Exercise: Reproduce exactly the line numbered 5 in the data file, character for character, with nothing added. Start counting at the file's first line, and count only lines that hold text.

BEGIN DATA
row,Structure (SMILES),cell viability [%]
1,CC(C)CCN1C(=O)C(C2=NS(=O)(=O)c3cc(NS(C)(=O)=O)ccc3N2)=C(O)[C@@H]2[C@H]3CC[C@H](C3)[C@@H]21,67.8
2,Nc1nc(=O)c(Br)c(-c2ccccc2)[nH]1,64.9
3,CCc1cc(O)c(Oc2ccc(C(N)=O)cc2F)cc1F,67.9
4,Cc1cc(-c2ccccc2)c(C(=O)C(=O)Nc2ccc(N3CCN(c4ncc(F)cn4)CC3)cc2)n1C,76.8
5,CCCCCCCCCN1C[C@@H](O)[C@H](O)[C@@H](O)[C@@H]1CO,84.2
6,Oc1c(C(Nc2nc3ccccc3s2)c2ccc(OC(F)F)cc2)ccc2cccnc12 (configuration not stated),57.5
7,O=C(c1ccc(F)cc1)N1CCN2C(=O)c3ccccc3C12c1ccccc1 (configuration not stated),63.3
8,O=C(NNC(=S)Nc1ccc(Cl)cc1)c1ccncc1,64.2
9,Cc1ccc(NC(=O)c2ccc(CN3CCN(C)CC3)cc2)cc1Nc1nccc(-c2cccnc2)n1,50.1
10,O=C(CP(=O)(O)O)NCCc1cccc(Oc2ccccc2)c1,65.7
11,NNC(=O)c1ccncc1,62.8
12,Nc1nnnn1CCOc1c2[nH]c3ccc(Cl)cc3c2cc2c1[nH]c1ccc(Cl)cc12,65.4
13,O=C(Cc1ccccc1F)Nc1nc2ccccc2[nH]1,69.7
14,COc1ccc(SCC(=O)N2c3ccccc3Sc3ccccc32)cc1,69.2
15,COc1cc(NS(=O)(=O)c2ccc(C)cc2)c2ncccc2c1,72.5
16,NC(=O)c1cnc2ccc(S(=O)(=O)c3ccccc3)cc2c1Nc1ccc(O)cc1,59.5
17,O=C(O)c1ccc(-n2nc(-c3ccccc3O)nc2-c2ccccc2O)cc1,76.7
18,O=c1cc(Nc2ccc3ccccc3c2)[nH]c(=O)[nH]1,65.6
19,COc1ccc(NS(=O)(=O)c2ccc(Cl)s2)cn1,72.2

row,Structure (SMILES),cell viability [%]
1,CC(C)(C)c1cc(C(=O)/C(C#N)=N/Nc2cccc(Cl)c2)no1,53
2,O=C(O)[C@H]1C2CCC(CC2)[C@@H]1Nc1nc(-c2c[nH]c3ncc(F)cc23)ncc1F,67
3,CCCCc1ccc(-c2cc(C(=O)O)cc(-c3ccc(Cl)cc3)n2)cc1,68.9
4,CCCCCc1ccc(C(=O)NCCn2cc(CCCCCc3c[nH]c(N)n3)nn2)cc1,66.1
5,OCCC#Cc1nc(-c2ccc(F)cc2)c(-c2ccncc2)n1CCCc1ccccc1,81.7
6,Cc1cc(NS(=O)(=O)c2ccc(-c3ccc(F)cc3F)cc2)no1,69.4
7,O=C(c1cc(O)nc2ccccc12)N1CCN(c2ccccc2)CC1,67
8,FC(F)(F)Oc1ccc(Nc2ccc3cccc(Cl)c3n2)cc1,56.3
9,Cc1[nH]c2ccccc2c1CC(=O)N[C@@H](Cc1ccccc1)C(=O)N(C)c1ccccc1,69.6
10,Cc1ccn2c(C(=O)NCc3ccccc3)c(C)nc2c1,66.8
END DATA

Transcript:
4,Cc1cc(-c2ccccc2)c(C(=O)C(=O)Nc2ccc(N3CCN(c4ncc(F)cn4)CC3)cc2)n1C,76.8